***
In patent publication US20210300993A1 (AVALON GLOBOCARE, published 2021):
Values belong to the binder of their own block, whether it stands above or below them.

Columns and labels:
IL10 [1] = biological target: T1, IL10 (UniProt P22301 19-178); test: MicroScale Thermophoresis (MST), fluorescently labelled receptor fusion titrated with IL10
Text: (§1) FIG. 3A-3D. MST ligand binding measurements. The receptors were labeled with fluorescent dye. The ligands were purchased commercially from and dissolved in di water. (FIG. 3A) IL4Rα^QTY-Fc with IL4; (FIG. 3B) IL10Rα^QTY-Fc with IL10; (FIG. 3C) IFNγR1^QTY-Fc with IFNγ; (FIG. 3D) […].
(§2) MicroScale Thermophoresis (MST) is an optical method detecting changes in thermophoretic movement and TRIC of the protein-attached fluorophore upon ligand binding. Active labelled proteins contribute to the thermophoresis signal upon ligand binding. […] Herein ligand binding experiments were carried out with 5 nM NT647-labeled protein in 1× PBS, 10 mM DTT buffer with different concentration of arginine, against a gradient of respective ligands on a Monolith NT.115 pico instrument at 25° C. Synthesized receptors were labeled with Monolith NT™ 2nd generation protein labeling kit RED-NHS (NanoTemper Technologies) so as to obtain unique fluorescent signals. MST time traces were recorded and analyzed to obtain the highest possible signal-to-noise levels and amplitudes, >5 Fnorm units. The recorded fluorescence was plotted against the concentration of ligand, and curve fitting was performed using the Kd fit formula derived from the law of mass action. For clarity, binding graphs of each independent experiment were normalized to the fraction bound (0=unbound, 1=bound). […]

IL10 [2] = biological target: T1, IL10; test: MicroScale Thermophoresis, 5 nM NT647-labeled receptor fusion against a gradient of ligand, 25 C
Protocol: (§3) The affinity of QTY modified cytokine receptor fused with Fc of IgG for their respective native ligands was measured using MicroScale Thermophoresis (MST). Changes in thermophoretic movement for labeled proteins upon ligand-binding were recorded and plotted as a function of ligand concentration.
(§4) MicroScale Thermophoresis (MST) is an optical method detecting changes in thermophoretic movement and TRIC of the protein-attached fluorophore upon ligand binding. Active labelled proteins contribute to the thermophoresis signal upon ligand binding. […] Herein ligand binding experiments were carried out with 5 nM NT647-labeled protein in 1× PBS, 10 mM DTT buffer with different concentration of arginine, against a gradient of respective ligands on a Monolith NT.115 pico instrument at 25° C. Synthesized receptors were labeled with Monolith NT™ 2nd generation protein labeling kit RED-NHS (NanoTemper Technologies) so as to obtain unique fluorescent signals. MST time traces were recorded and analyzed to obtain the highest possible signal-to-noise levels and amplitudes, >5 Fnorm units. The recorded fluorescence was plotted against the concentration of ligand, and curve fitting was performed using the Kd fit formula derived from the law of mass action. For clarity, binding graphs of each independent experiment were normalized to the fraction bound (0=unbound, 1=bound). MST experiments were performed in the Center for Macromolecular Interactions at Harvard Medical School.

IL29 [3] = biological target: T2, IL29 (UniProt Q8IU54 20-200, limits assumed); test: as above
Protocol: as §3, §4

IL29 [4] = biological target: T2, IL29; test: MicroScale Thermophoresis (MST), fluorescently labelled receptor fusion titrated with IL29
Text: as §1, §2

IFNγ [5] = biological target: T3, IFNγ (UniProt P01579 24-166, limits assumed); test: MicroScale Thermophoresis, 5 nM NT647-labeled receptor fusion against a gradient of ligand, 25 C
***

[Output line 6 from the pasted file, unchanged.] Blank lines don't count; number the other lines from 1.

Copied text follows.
(§2) MicroScale Thermophoresis (MST) is an optical method detecting changes in thermophoretic movement and TRIC of the protein-attached fluorophore upon ligand binding. Active labelled proteins contribute to the thermophoresis signal upon ligand binding. […] Herein ligand binding experiments were carried out with 5 nM NT647-labeled protein in 1× PBS, 10 mM DTT buffer with different concentration of arginine, against a gradient of respective ligands on a Monolith NT.115 pico instrument at 25° C. Synthesized receptors were labeled with Monolith NT™ 2nd generation protein labeling kit RED-NHS (NanoTemper Technologies) so as to obtain unique fluorescent signals. MST time traces were recorded and analyzed to obtain the highest possible signal-to-noise levels and amplitudes, >5 Fnorm units. The recorded fluorescence was plotted against the concentration of ligand, and curve fitting was performed using the Kd fit formula derived from the law of mass action. For clarity, binding graphs of each independent experiment were normalized to the fraction bound (0=unbound, 1=bound). […]